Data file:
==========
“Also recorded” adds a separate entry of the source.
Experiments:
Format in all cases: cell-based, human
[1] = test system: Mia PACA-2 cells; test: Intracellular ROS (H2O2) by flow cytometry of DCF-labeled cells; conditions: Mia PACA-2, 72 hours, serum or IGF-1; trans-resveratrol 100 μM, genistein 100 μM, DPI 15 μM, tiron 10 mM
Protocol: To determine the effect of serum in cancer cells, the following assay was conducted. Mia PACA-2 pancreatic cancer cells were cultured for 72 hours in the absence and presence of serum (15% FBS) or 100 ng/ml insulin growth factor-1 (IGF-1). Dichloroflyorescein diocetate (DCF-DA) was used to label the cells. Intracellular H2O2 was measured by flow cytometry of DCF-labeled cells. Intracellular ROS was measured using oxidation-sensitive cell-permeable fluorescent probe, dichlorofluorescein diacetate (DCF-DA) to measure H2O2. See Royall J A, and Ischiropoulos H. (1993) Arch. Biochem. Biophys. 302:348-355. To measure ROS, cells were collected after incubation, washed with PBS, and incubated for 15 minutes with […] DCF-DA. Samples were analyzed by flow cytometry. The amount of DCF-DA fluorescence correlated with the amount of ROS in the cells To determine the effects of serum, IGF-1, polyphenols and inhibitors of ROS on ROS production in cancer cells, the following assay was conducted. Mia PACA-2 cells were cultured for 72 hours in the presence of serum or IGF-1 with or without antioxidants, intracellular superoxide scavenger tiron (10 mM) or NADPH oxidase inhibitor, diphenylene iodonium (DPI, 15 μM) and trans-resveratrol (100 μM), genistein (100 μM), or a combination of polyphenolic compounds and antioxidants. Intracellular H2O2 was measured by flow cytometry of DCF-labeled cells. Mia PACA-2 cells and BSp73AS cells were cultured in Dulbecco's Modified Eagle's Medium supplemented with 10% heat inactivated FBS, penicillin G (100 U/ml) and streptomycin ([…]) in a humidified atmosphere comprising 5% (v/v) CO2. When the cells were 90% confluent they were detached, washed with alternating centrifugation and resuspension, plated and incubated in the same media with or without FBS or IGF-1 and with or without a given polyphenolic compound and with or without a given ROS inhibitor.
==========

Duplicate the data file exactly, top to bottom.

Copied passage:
“Also recorded” adds a separate entry of the source.
Experiments:
Format in all cases: cell-based, human
[1] = test system: Mia PACA-2 cells; test: Intracellular ROS (H2O2) by flow cytometry of DCF-labeled cells; conditions: Mia PACA-2, 72 hours, serum or IGF-1; trans-resveratrol 100 μM, genistein 100 μM, DPI 15 μM, tiron 10 mM
Protocol: To determine the effect of serum in cancer cells, the following assay was conducted. Mia PACA-2 pancreatic cancer cells were cultured for 72 hours in the absence and presence of serum (15% FBS) or 100 ng/ml insulin growth factor-1 (IGF-1). Dichloroflyorescein diocetate (DCF-DA) was used to label the cells. Intracellular H2O2 was measured by flow cytometry of DCF-labeled cells. Intracellular ROS was measured using oxidation-sensitive cell-permeable fluorescent probe, dichlorofluorescein diacetate (DCF-DA) to measure H2O2. See Royall J A, and Ischiropoulos H. (1993) Arch. Biochem. Biophys. 302:348-355. To measure ROS, cells were collected after incubation, washed with PBS, and incubated for 15 minutes with […] DCF-DA. Samples were analyzed by flow cytometry. The amount of DCF-DA fluorescence correlated with the amount of ROS in the cells To determine the effects of serum, IGF-1, polyphenols and inhibitors of ROS on ROS production in cancer cells, the following assay was conducted. Mia PACA-2 cells were cultured for 72 hours in the presence of serum or IGF-1 with or without antioxidants, intracellular superoxide scavenger tiron (10 mM) or NADPH oxidase inhibitor, diphenylene iodonium (DPI, 15 μM) and trans-resveratrol (100 μM), genistein (100 μM), or a combination of polyphenolic compounds and antioxidants. Intracellular H2O2 was measured by flow cytometry of DCF-labeled cells. Mia PACA-2 cells and BSp73AS cells were cultured in Dulbecco's Modified Eagle's Medium supplemented with 10% heat inactivated FBS, penicillin G (100 U/ml) and streptomycin ([…]) in a humidified atmosphere comprising 5% (v/v) CO2. When the cells were 90% confluent they were detached, washed with alternating centrifugation and resuspension, plated and incubated in the same media with or without FBS or IGF-1 and with or without a given polyphenolic compound and with or without a given ROS inhibitor.